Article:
Bloomington, MN | Keratoconus Procedure to Save Firefighter's Vision | Chu Vision Institute

Jeremy Jensen of the Minneapolis Fire Department visits Chu Vision Institute for a solution to Keratoconus. KSTP 5 News | 10/18/2016


Jessica Miles: Remember this three alarm fire? This broke out just over a week ago at an apartment building in downtown Minneapolis due to a faulty electrical outlet. We all know it's a firefighter's job to rush into the building as everyone else is running out, but today on a story, you'll see only on Five Eyewitness News are Jessica Miles tells us how one of those firefighters was dealing with much more than these massive flames that day.

Jessica Miles: As the smoke billowed and the flames erupted, Jeremy Jensen was inside this apartment building.

Jeremy Jensen: The heat was, was extreme. It was very hot. You could kind of feel your ears sizzle a little bit.

Jessica Miles: As a Minneapolis firefighter, he was working to put this massive fire out.

Jeremy Jensen: There was a ton of smoke, couldn't really see anything.

Jessica Miles: Yet sight, a necessity for firefighters, is causing Jensen anguish.

Jeremy Jensen: It's very challenging because it's one thing trying to see, I mean, I can see, but it's just not crisp so it's very frustrating.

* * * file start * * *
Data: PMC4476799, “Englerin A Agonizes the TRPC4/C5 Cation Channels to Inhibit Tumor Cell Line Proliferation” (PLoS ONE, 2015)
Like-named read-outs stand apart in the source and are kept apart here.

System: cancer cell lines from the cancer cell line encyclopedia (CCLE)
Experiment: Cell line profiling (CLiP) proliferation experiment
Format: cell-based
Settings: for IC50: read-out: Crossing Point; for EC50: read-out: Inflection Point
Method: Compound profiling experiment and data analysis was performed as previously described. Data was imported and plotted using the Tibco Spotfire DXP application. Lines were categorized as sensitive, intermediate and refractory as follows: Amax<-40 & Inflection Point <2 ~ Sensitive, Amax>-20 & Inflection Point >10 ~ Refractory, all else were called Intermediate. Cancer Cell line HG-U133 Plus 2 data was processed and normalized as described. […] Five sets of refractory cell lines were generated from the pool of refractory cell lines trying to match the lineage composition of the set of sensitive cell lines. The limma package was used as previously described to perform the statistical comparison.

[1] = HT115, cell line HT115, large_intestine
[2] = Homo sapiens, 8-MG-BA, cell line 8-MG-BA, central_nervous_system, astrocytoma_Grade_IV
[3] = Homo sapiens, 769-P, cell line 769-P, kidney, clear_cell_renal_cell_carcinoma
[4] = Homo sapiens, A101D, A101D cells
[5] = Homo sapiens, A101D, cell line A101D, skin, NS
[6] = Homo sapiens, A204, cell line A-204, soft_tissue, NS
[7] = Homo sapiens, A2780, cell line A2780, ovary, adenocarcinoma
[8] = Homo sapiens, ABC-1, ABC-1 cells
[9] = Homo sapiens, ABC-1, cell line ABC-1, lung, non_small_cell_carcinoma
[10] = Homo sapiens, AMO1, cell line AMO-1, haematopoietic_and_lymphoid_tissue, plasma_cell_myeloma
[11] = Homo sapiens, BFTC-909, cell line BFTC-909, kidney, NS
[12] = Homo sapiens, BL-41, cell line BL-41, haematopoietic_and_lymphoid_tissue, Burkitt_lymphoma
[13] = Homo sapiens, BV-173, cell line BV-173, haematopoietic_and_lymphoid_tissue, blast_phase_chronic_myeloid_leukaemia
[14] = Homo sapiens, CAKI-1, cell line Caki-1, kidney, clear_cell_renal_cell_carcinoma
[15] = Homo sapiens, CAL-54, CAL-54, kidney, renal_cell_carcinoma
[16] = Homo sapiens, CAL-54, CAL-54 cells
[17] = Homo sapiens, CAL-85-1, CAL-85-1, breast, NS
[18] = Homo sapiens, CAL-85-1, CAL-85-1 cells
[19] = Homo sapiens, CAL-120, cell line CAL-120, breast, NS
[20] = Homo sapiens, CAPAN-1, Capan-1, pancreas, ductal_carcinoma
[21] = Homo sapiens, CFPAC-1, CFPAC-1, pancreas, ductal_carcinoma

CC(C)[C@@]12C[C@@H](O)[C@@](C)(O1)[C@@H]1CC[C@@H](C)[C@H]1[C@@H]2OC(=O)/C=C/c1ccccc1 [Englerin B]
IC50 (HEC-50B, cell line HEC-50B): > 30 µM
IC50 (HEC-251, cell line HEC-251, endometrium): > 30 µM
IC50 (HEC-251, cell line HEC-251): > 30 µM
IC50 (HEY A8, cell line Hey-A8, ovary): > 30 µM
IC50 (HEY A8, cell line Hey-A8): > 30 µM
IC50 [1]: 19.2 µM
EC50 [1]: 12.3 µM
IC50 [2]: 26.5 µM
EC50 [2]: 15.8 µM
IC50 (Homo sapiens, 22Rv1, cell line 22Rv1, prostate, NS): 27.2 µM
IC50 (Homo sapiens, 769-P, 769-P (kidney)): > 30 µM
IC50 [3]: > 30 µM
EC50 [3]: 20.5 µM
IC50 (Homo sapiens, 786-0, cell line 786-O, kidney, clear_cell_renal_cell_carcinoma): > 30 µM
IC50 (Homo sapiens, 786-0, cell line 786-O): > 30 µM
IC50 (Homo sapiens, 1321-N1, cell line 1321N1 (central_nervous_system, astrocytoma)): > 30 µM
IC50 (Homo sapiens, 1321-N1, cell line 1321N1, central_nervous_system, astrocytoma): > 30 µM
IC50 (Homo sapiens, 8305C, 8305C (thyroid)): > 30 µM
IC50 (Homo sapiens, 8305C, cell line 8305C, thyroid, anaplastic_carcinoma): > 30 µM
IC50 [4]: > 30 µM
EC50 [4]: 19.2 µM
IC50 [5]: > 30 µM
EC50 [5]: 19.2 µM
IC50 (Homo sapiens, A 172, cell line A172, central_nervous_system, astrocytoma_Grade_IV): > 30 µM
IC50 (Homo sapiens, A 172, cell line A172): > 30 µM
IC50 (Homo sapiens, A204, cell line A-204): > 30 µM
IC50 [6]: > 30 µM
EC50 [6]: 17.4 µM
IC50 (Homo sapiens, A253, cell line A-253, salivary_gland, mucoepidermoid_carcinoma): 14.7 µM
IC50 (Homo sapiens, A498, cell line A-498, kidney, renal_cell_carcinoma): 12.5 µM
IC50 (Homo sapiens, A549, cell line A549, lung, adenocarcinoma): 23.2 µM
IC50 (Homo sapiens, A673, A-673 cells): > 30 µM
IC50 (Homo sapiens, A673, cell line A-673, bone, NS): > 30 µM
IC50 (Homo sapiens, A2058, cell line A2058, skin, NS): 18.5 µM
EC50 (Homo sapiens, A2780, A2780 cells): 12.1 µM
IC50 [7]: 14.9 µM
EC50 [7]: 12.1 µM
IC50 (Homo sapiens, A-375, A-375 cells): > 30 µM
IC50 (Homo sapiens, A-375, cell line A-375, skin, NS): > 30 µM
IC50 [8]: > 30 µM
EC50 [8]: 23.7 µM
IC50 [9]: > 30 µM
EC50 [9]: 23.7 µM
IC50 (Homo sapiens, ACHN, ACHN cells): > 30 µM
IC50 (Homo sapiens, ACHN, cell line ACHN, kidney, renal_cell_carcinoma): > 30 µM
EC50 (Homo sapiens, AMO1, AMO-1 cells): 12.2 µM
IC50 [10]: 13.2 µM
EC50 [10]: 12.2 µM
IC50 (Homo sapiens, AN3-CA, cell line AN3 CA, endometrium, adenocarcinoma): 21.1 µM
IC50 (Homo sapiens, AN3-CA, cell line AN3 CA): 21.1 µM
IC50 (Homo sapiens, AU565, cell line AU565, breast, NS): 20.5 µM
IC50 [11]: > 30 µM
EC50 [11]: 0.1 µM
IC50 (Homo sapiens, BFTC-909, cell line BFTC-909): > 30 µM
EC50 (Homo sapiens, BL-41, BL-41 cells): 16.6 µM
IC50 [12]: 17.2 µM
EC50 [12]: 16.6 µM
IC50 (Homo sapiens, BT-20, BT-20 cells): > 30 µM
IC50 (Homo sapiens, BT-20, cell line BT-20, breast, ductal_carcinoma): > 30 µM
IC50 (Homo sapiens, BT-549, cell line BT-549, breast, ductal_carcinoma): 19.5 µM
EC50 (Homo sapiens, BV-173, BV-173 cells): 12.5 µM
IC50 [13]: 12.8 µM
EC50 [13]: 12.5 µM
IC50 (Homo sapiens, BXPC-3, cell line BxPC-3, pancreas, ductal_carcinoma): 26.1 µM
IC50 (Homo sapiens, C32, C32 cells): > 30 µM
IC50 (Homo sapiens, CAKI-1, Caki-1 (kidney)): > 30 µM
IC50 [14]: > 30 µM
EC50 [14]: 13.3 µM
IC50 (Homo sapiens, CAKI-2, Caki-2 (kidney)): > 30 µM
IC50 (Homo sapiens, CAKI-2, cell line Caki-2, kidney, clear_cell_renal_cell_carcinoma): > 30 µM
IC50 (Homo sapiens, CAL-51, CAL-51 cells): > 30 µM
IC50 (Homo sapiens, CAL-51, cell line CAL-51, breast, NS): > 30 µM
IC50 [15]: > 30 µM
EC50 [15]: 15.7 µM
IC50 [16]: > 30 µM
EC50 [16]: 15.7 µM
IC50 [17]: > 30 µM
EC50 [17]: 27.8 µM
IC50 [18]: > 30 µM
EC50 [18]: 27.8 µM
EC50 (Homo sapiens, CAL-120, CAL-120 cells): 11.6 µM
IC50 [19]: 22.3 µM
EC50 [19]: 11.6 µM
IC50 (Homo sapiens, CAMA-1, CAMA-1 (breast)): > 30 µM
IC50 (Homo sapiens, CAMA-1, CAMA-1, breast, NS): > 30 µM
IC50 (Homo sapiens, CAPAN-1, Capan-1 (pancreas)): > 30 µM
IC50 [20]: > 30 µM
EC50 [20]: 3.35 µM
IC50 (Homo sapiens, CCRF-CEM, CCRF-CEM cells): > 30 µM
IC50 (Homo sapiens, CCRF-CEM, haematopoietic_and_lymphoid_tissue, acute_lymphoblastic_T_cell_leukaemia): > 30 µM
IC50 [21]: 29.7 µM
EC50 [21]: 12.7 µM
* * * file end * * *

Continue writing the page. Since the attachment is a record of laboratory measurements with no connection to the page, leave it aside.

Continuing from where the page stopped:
Jessica Miles: Jensen has keratoconus. It's a disease that causes the cornea to change from a dome like shape to a cone. It leads to blurry vision. Jensen's contacts are horribly uncomfortable. Glasses are a must.

Speaker: Do you think a lot people take for granted eyesight?

Jeremy Jensen: I mean, I get jealous.

Dr. Ralph Chu: Hi, Jeremy. How you doing? Nice to meet you.

Jeremy Jensen: Nice meeting you.

Dr. Ralph Chu: So you're going to come right over here with me.

Jessica Miles: But now, some hope. Jensen is at the Chu Vision Institute in Bloomington to get corneal cross-linking. It's a brand new procedure that will strengthen the cornea tissue in his eyes.

Dr. Ralph Chu: There's no cutting. There's no tissue loss. We're really just placing drops on the patient's eyes and using a light to strengthen the tissue.

Jessica Miles: After the eye is prepped, then there's about a half an hour where there are drops going into the eye and that's what's happening right now. Then comes 30 minutes of the light. Dr. Chu says the procedure will not only halt the progression of the disease, but will likely improve this firefighters eyesight.

Dr. Ralph Chu: You're trying to save lives so having the best vision possible is critical.

Jessica Miles: It's an hour of time that could change Jensen's life.

Jeremy Jensen: I'm excited. Hopefully this will correct some stuff...

Jessica Miles: Make a difference.

Jeremy Jensen: Yeah.

Leah McLean: We're pulling for him. Dr. Chu says that it takes about five to seven days for the eye surface to heal. The eye will then stabilize over the next few months.